Aug 22, 2019
Unmanned Indian ship Chandrayaan-2 enters orbit of the moon and maintains landing plans.
The Indian lunar mission intends to land a vehicle on the lunar surface for the first time. India could become the fourth country to land on the moon.
Last July there was a false departure of
Chandrayaan-2, the Indian government's space mission to the Moon, with the
cancellation of the take-off less than one hour after the planned time. The
mission resumed on July 22, with a new chance for a successful launch, aboard
the Indian rocket GSLV MK-III. The Indian Department of Space is now advancing
with the announcement that the vehicle is already in lunar orbit, preparing for
the next phase of landing.
The mission, considered India's most ambitious, consists of the launch of a 3.8-ton ship to carry a rover called Pragyan for exploration of the lunar surface and a lander designated by Vikram to ensure that the machine arrives safely on the ground. It is expected that during its lifetime (about two weeks), the small machine will travel some 500 metres, communicating with a module that will be in orbit for a year.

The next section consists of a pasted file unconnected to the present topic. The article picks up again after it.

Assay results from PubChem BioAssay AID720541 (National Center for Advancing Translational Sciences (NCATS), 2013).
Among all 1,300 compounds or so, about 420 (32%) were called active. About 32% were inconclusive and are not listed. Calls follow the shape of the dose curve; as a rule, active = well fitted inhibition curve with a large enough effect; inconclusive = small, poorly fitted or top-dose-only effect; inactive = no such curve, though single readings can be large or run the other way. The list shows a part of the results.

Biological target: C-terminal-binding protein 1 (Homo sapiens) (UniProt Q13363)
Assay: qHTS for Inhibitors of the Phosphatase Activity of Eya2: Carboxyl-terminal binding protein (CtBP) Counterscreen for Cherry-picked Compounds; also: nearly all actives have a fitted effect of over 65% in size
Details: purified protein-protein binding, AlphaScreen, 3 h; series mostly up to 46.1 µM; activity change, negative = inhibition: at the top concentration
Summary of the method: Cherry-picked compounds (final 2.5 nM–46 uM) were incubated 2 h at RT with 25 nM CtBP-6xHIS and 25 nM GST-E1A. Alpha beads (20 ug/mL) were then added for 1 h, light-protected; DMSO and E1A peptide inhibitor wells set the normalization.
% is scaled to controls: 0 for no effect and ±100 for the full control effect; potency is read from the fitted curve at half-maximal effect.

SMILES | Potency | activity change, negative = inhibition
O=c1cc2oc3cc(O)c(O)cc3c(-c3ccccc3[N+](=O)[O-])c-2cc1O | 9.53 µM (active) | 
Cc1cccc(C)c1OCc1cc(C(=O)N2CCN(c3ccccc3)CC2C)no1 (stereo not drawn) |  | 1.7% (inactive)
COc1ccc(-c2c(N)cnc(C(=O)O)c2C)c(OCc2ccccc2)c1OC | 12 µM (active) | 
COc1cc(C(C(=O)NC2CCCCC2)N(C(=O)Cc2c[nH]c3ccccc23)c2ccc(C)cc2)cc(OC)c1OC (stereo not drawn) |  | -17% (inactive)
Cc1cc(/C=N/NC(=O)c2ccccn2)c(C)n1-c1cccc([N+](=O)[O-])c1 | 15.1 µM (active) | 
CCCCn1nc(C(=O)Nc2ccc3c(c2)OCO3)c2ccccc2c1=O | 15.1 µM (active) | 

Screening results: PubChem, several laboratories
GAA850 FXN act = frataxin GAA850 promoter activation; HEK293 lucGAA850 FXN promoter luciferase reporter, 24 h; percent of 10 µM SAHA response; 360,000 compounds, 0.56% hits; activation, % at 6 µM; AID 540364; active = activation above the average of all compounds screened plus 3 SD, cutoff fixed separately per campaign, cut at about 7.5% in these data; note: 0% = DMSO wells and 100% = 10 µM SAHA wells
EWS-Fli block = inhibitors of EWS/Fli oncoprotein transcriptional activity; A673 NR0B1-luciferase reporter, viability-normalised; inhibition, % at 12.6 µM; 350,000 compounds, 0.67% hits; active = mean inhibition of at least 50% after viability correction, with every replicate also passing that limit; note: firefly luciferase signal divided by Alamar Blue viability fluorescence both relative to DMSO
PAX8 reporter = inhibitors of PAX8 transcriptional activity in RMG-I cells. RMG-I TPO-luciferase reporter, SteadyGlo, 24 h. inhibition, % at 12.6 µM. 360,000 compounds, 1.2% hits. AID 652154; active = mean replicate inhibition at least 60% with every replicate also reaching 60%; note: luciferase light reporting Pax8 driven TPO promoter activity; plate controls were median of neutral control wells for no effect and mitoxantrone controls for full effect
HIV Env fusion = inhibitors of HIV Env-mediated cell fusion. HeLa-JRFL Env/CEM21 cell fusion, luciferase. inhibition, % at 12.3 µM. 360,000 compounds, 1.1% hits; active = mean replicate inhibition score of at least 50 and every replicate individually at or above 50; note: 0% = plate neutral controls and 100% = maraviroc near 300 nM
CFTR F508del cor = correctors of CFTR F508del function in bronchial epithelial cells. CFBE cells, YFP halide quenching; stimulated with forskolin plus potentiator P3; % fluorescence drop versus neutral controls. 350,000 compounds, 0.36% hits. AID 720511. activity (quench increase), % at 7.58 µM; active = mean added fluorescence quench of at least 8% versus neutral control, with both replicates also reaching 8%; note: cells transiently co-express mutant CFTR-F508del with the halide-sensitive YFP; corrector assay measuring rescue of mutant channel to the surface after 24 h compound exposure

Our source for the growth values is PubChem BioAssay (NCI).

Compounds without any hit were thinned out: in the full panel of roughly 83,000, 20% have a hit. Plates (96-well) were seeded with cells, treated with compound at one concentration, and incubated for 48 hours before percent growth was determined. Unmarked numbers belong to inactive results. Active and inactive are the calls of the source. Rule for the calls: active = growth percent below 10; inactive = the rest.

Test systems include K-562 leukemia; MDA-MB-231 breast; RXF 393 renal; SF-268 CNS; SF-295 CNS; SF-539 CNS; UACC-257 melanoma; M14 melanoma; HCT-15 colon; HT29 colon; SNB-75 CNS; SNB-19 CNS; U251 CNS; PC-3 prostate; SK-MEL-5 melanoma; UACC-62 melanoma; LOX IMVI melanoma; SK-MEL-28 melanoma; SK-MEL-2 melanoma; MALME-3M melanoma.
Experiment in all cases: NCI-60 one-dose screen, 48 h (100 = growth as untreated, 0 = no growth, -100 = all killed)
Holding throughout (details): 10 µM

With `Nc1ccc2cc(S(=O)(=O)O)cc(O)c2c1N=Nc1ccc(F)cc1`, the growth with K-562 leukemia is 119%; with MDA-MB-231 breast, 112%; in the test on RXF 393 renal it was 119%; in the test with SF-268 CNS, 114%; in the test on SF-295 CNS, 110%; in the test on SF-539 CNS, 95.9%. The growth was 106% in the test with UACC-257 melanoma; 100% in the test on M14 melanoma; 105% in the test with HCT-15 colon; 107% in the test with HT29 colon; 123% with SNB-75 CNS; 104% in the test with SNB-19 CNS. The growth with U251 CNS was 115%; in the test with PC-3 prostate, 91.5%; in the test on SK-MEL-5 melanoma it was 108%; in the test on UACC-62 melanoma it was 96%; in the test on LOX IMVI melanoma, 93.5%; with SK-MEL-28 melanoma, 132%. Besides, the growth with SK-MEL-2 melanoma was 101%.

If it succeeds, India becomes the fourth country to make a landing, after Russia, the United States and China. In addition, it could be the first mission to reach the south pole of the Moon, a poorly explored area of the satellite. India's first lunar mission took place in 2008 and helped confirm the presence of water on the moon, although it did not land on the moon's surface. If all goes according to plan with Chandrayaan-2, India intends to launch a manned mission to the Moon in 2022.
The arrival of the Vikram lander on lunar soil is scheduled for 7 September. Over the next few weeks, the ship carrying the vehicles will continue to approach the Moon, lowering its altitude, firing its thrusters.